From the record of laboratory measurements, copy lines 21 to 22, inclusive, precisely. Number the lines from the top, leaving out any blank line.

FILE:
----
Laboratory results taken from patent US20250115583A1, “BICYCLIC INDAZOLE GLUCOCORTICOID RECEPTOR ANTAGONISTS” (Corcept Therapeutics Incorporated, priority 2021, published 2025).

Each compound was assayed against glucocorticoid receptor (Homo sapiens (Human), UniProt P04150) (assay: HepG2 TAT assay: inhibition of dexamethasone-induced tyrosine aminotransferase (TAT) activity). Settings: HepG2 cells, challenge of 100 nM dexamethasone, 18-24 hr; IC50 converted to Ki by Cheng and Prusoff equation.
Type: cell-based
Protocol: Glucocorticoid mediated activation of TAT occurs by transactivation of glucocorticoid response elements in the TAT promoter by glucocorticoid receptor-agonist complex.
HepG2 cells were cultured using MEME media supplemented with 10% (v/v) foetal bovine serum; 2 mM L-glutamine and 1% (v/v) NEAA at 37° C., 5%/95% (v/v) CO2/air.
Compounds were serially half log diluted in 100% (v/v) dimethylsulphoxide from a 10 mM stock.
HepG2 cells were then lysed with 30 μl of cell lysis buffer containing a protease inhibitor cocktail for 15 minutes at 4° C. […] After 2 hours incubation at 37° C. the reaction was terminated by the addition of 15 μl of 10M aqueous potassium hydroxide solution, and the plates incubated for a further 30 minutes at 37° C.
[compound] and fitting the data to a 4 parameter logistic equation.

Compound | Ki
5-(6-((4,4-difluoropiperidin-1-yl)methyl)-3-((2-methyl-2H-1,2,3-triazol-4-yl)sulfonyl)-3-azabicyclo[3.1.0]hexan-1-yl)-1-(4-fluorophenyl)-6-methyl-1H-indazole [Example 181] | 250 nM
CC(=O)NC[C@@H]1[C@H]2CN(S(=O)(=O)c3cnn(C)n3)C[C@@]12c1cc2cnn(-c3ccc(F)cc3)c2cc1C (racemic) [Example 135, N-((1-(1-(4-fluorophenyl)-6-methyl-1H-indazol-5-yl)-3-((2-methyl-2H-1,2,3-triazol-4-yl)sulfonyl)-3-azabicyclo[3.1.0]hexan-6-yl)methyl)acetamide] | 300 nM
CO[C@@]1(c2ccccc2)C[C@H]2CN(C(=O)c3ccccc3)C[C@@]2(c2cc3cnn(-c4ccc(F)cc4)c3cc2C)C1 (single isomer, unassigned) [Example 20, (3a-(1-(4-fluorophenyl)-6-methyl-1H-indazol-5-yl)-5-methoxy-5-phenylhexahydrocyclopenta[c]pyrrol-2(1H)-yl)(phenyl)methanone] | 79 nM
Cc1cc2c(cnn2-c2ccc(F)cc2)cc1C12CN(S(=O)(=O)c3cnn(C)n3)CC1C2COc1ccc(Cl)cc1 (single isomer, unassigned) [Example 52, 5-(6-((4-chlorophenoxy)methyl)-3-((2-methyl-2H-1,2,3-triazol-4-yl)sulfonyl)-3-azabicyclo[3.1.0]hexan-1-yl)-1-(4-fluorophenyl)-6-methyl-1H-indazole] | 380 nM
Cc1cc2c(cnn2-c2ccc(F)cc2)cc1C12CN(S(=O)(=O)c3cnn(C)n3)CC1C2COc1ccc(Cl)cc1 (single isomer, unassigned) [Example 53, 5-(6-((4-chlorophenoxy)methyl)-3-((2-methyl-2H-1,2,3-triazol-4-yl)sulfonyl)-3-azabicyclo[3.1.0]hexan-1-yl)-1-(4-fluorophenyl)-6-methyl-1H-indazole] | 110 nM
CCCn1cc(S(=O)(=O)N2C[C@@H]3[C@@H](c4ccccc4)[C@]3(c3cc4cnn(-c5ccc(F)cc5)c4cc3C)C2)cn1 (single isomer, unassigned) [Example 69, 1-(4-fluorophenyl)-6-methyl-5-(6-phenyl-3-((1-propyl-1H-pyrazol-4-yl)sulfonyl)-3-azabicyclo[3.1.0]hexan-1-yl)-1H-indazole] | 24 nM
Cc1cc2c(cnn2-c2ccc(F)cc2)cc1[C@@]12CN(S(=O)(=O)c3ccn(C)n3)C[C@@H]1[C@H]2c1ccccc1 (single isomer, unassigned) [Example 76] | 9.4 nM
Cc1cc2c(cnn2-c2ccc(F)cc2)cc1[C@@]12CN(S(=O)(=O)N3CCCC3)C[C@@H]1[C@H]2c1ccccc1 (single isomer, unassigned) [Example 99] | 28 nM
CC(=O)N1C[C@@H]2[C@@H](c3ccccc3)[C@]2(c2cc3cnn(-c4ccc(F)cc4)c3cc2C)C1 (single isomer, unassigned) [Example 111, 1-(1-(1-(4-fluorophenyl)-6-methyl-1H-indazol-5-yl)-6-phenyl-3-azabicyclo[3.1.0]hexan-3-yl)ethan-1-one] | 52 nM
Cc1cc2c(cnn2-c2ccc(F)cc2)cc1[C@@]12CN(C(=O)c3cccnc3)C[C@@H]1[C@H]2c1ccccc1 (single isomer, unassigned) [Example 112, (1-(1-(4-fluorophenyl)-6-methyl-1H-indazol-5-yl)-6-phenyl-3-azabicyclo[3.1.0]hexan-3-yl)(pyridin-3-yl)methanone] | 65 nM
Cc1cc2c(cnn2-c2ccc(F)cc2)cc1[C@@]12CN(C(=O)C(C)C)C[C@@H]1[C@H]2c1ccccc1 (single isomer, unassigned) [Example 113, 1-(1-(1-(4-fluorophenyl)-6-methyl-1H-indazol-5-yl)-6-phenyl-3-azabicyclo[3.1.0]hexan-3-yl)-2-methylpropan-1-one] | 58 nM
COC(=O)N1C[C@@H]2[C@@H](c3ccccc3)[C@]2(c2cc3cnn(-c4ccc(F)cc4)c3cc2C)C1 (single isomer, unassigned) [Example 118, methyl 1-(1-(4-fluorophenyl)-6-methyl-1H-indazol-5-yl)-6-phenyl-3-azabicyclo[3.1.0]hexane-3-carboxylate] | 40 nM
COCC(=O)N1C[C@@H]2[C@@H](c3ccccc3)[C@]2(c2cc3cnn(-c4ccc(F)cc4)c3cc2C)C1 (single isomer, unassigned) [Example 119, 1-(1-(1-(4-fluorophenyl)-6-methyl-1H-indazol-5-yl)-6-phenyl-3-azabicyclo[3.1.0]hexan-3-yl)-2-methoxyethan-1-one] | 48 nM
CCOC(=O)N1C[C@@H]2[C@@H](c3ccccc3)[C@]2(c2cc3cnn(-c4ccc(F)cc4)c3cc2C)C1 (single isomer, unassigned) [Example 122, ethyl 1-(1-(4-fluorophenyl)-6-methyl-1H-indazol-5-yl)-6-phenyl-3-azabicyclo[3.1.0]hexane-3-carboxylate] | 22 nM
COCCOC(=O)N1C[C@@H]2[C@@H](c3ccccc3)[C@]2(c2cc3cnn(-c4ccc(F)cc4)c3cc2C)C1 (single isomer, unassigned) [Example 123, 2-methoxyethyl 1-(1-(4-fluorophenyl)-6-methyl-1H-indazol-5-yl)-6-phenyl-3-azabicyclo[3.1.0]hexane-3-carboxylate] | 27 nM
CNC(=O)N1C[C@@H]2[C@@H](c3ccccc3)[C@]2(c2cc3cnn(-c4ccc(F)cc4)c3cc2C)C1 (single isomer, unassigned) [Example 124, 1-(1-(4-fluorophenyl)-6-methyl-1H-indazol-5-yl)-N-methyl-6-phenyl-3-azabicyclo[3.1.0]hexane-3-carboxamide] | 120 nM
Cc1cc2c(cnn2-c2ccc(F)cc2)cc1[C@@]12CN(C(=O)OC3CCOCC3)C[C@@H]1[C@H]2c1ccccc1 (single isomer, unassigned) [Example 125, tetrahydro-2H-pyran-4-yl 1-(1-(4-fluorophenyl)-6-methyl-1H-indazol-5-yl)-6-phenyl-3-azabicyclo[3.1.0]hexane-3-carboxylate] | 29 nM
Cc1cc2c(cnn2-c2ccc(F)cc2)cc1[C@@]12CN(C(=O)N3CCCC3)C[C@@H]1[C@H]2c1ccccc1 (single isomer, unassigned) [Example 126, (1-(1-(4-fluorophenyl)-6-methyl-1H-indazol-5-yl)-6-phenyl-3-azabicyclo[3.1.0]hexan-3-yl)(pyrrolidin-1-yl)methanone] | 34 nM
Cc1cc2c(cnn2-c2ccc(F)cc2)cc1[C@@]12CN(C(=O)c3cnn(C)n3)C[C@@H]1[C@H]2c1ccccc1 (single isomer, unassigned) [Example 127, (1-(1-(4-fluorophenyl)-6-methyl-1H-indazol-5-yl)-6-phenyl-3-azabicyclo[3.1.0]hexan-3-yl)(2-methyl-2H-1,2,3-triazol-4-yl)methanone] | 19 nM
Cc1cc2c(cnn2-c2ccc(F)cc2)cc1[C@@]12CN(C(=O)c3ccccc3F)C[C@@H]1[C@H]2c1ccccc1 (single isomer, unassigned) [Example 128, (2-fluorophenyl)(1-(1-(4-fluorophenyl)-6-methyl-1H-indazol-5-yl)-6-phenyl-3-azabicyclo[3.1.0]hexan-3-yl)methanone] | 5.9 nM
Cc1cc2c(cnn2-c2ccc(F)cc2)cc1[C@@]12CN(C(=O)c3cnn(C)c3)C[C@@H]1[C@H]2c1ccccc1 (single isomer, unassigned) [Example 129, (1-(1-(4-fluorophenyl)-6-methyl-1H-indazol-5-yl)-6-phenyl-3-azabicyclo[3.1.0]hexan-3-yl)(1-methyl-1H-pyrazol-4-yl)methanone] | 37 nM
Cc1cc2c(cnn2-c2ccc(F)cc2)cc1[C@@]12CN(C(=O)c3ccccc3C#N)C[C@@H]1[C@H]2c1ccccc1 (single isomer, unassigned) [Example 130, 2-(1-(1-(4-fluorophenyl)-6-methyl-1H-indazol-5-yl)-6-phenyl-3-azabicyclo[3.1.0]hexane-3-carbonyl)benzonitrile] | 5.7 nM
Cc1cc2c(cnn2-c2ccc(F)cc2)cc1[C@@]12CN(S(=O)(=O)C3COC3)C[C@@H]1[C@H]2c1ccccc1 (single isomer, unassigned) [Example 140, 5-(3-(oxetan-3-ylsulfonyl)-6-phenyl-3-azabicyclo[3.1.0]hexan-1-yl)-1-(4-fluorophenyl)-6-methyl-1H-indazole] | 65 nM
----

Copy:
COC(=O)N1C[C@@H]2[C@@H](c3ccccc3)[C@]2(c2cc3cnn(-c4ccc(F)cc4)c3cc2C)C1 (single isomer, unassigned) [Example 118, methyl 1-(1-(4-fluorophenyl)-6-methyl-1H-indazol-5-yl)-6-phenyl-3-azabicyclo[3.1.0]hexane-3-carboxylate] | 40 nM
COCC(=O)N1C[C@@H]2[C@@H](c3ccccc3)[C@]2(c2cc3cnn(-c4ccc(F)cc4)c3cc2C)C1 (single isomer, unassigned) [Example 119, 1-(1-(1-(4-fluorophenyl)-6-methyl-1H-indazol-5-yl)-6-phenyl-3-azabicyclo[3.1.0]hexan-3-yl)-2-methoxyethan-1-one] | 48 nM